Apple is finally doubling down in India, and that should worry Samsung
The launch of its first retail stores signals a huge milestone for Apple in India.
Apple just hit a major milestone in its India journey with the launch of its first retail stores in the country. For now, Apple is launching two stores, and while this doesn't seem like a big deal at the outset, the move is a culmination of nearly five years worth of effort. Apple's stores aren't just an outlet to buy the brand's latest products, but are designed to be an experience unto themselves.
Whether it's the towering glass facade of the flagship store in New York City or the floating dome in front of the Marina Bay Sands, these stores are all about making a statement. Clearly, that's the way Apple is positioning its first store in India, Apple BKC:
"Apple BKC features a triangular handcrafted timber ceiling that extends beyond the glass façade to the underside of the exterior canopy, reflecting the unique geometry of the store. Each tile is made from 408 pieces of timber, forming 31 modules per tile with a total of 1,000 tiles that make up the ceiling. There are over 450,000 individual timber elements, all of which were assembled in Delhi. Upon entering the store, customers are greeted by two stone walls sourced from Rajasthan and a 14-meter-long stainless steel staircase connecting the ground level and the cantilevered mezzanine."
According to Apple, the store will be a "dynamic space" that includes sessions "featuring local artists and creatives," and the brand is kicking things off with a new Today at Apple series dubbed Mumbai Rising that showcases the city's vibrant culture. The store is one of the most energy-efficient Apple Stores in the world, and is "operationally carbon neutral" thanks to a dedicated solar array.
The retail store is the latest salvo in a series of moves the brand made in India in the last three years, including the launch of the online storefront back in 2020. Apple has also significantly ramped up local manufacturing efforts in the country, with its partners Foxconn, Wistron, and Pegatron making the iPhone 14 locally.
These measures coincide with India seeing a sizeable interest in the mid-range and high-end phone segments, and Apple is taking advantage. According to Counterpoint's figures, Apple now has a 5% market share in the country, and while that sounds paltry against Samsung's 18%, it is a five-fold increase over what the brand managed just a few years ago.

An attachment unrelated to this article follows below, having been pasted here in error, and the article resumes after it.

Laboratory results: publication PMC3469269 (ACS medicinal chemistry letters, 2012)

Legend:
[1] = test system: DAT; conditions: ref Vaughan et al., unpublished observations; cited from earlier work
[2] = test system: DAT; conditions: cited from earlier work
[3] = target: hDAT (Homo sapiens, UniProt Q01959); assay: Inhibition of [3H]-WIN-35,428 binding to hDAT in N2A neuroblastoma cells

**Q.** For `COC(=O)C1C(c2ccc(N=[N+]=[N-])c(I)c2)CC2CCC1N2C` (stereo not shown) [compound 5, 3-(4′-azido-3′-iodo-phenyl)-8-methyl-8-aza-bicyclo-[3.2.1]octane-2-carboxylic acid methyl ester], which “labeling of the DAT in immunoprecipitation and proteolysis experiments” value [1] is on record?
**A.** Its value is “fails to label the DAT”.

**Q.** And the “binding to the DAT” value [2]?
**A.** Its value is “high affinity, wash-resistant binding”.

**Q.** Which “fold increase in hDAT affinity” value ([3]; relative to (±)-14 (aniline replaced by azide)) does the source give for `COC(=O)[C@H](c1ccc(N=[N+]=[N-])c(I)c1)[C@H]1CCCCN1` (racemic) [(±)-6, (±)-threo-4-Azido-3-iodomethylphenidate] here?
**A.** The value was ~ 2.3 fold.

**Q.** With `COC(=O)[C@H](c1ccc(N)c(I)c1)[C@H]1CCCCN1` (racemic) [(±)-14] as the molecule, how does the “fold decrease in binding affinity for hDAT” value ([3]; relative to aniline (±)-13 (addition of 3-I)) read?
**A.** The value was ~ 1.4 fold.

The growth in sales figures is attributable to increased demand in the premium segment combined with attractive discounts during the local holiday season, and that led to the iPhone 13 becoming the best-selling phone in the premium segment. So while the overall share is still low, Apple is doing all the right things in the high-end segment, where it accounts for 40% of all sales.
Much like North America, the high-end segment is a duopoly of Samsung and Apple, and although Samsung continues to see a strong demand for its Galaxy S series — the Galaxy S23 series sold significantly better than its predecessor — and is slowly gaining momentum for its foldables, Apple's products have always been seen as a status symbol in the country, and the brand has a much better cachet.
With easier financing and better availability of products — along with the launch of retail stores that highlight the brand's portfolio — Apple is ideally positioned to take advantage of India's burgeoning middle class, and that should frighten Samsung. The South Korean brand has an unrivaled distribution network in the country and still holds the top spot, but it hasn't faced any meaningful competition until now.
With the launch of the retail stores, scaling up of local manufacturing efforts, and an online storefront that sells all of the brand's products and accessories, Apple is finally getting serious about its business in India, and it couldn't have picked a better time to do so.
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Harish Jonnalagadda is a Senior Editor overseeing Asia at Android Central. He leads the site's coverage of Chinese phone brands, contributing to reviews, features, and buying guides. He also writes about storage servers, audio products, and the semiconductor industry. Contact him on Twitter at @chunkynerd.